six-pack rings and plastic bags. Plastic in the waterways begins to
break down into microplastics, which marine animals ingest. This
comes full circle as seafood that may contain microplastics lands
onto our dinner plates.

In addition to waste removal, a secondary goal is to educate
communities about the hazards of ocean pollution and share the
importance of marine life and aquatic biodiversity. In addition,
the event promotes more sustainable activities such as recycling and minimizing
waste.

gloved hand picking up plastic bottle from sand

Make a difference one small step at a time

To support these educational efforts, Heal the Bay maintains
five programs that, “allow citizens to explore and learn about
the various issues facing the diverse regions that make up Los
Angeles.” Volunteers can facilitate touch tank visits at the
aquarium, participate in a beach cleanup, spread
information through the outreach program, contribute to community
science by collecting data or register middle and high school
students as part of the youth program.

The coordination in Los Angeles is just a
sampling of similar events across the nation and around the world.
In fact, Coastal Cleanup Month is a global movement that includes 6
million volunteers in 90 countries. Even though the efforts are
widespread, coronavirus restrictions have resulted in several
canceled events and made it difficult for organizers of various
organizations to spotlight the effort this year. With that in mind,
the push is for more of a grassroots coordination of many small
groups rather than fewer large ones.�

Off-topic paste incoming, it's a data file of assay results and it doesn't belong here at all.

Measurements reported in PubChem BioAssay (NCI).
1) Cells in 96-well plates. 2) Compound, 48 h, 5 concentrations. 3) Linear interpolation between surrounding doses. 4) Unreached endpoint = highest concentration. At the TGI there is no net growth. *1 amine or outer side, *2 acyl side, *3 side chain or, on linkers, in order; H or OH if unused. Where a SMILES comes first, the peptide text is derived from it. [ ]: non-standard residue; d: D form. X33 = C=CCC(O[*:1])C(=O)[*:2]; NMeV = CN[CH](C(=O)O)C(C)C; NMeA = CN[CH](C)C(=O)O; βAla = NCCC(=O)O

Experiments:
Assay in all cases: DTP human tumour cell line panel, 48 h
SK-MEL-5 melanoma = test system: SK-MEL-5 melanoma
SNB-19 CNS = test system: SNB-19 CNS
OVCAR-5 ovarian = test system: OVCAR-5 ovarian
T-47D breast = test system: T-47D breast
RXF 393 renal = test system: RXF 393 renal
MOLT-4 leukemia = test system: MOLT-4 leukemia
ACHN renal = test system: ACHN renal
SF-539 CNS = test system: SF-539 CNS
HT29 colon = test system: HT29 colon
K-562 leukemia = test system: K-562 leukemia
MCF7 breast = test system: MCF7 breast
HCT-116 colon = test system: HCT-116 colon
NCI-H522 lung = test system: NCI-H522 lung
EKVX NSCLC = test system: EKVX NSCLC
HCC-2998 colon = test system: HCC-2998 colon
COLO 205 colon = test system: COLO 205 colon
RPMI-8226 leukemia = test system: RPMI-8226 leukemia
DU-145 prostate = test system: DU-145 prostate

Related:
How to volunteer during COVID-19

That means the entire month of September is prime time to get
out and lead your own cleanup crew, whether that’s a party of one
or up to 10 people within the same household. With 30 years behind
this organized beach cleanup movement, organizers report
disappointment in not being able to host large events. However,
they say this is an opportunity for every citizen to tackle the
garbage in their own area, whether that be the street, park,
mountain, sides of the roadway or parking lot. Although that may
feel a little off-point, the majority of the garbage that ends up
in the ocean stems from further inland, so you can think of it as
confronting the problem at the source.

While it might seem that a neighborhood pickup isn’t enough,
individual efforts
make a huge impact. As an example, Heal the Bay provides
inspiration in the fact that, “In 2019, the Ocean Conservancy
reports that nearly 800,000 volunteers collectively removed more
than 20 million pieces of trash from beaches and waterways around
the world. That’s 20 million fewer potential impacts on whales,
turtles and other beloved ocean wildlife.†So whether in groups
of 1,000 or one, those same hands can make a difference for the
health of our planet.

+ Heal
the Bay


+ Surfrider Foundation

+ Save
Our Shores

Images via Adobe Stock

Source: FS – All – Ecology – News 2
September is Coastal Cleanup Month with a new look for
2020